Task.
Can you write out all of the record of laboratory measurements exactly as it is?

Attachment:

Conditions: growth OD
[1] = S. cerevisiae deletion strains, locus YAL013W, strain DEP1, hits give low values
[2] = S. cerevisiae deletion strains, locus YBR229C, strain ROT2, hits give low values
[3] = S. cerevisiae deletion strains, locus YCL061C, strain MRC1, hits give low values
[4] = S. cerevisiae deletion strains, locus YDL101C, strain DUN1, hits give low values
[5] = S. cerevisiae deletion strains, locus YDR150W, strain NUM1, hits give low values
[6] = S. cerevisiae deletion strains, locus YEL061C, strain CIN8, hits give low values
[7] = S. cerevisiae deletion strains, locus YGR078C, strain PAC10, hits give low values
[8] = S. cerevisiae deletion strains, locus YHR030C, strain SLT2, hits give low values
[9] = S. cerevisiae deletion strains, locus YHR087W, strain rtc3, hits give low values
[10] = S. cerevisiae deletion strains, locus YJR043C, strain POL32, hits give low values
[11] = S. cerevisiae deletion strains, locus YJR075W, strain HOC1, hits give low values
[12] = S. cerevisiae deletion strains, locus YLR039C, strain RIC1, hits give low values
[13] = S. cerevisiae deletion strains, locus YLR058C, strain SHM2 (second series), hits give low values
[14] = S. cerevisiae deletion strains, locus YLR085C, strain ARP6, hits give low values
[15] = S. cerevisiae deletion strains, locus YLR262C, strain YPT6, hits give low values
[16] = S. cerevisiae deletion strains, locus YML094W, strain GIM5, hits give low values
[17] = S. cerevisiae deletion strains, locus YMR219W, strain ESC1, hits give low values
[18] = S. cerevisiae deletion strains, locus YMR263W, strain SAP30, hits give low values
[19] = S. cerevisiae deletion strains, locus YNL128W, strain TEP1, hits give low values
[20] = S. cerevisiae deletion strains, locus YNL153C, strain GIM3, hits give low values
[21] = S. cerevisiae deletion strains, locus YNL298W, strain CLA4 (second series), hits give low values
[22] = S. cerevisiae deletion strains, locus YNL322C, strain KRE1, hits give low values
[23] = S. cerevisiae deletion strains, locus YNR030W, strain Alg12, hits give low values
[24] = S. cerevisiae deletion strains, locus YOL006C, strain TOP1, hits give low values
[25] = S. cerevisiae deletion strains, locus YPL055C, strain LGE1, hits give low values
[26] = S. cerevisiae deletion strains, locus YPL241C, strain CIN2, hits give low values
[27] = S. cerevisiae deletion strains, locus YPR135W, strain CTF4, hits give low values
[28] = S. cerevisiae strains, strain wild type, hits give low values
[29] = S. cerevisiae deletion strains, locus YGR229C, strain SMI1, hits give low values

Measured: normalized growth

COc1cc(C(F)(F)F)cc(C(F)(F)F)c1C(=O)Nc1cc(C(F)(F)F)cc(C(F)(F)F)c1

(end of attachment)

Conditions: growth OD
[1] = S. cerevisiae deletion strains, locus YAL013W, strain DEP1, hits give low values
[2] = S. cerevisiae deletion strains, locus YBR229C, strain ROT2, hits give low values
[3] = S. cerevisiae deletion strains, locus YCL061C, strain MRC1, hits give low values
[4] = S. cerevisiae deletion strains, locus YDL101C, strain DUN1, hits give low values
[5] = S. cerevisiae deletion strains, locus YDR150W, strain NUM1, hits give low values
[6] = S. cerevisiae deletion strains, locus YEL061C, strain CIN8, hits give low values
[7] = S. cerevisiae deletion strains, locus YGR078C, strain PAC10, hits give low values
[8] = S. cerevisiae deletion strains, locus YHR030C, strain SLT2, hits give low values
[9] = S. cerevisiae deletion strains, locus YHR087W, strain rtc3, hits give low values
[10] = S. cerevisiae deletion strains, locus YJR043C, strain POL32, hits give low values
[11] = S. cerevisiae deletion strains, locus YJR075W, strain HOC1, hits give low values
[12] = S. cerevisiae deletion strains, locus YLR039C, strain RIC1, hits give low values
[13] = S. cerevisiae deletion strains, locus YLR058C, strain SHM2 (second series), hits give low values
[14] = S. cerevisiae deletion strains, locus YLR085C, strain ARP6, hits give low values
[15] = S. cerevisiae deletion strains, locus YLR262C, strain YPT6, hits give low values
[16] = S. cerevisiae deletion strains, locus YML094W, strain GIM5, hits give low values
[17] = S. cerevisiae deletion strains, locus YMR219W, strain ESC1, hits give low values
[18] = S. cerevisiae deletion strains, locus YMR263W, strain SAP30, hits give low values
[19] = S. cerevisiae deletion strains, locus YNL128W, strain TEP1, hits give low values
[20] = S. cerevisiae deletion strains, locus YNL153C, strain GIM3, hits give low values
[21] = S. cerevisiae deletion strains, locus YNL298W, strain CLA4 (second series), hits give low values
[22] = S. cerevisiae deletion strains, locus YNL322C, strain KRE1, hits give low values
[23] = S. cerevisiae deletion strains, locus YNR030W, strain Alg12, hits give low values
[24] = S. cerevisiae deletion strains, locus YOL006C, strain TOP1, hits give low values
[25] = S. cerevisiae deletion strains, locus YPL055C, strain LGE1, hits give low values
[26] = S. cerevisiae deletion strains, locus YPL241C, strain CIN2, hits give low values
[27] = S. cerevisiae deletion strains, locus YPR135W, strain CTF4, hits give low values
[28] = S. cerevisiae strains, strain wild type, hits give low values
[29] = S. cerevisiae deletion strains, locus YGR229C, strain SMI1, hits give low values

Measured: normalized growth

COc1cc(C(F)(F)F)cc(C(F)(F)F)c1C(=O)Nc1cc(C(F)(F)F)cc(C(F)(F)F)c1